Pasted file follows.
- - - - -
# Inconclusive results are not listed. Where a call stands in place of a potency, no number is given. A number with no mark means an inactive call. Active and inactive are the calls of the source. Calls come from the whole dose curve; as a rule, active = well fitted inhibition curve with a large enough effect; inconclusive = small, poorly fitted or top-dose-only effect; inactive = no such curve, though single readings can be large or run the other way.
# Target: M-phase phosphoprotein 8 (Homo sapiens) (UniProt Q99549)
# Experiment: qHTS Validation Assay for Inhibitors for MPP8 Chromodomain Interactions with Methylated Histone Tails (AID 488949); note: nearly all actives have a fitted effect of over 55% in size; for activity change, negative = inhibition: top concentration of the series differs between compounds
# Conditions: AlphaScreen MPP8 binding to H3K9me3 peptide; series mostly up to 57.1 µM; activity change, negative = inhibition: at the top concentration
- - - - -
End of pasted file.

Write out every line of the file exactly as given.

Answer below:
# Inconclusive results are not listed. Where a call stands in place of a potency, no number is given. A number with no mark means an inactive call. Active and inactive are the calls of the source. Calls come from the whole dose curve; as a rule, active = well fitted inhibition curve with a large enough effect; inconclusive = small, poorly fitted or top-dose-only effect; inactive = no such curve, though single readings can be large or run the other way.
# Target: M-phase phosphoprotein 8 (Homo sapiens) (UniProt Q99549)
# Experiment: qHTS Validation Assay for Inhibitors for MPP8 Chromodomain Interactions with Methylated Histone Tails (AID 488949); note: nearly all actives have a fitted effect of over 55% in size; for activity change, negative = inhibition: top concentration of the series differs between compounds
# Conditions: AlphaScreen MPP8 binding to H3K9me3 peptide; series mostly up to 57.1 µM; activity change, negative = inhibition: at the top concentration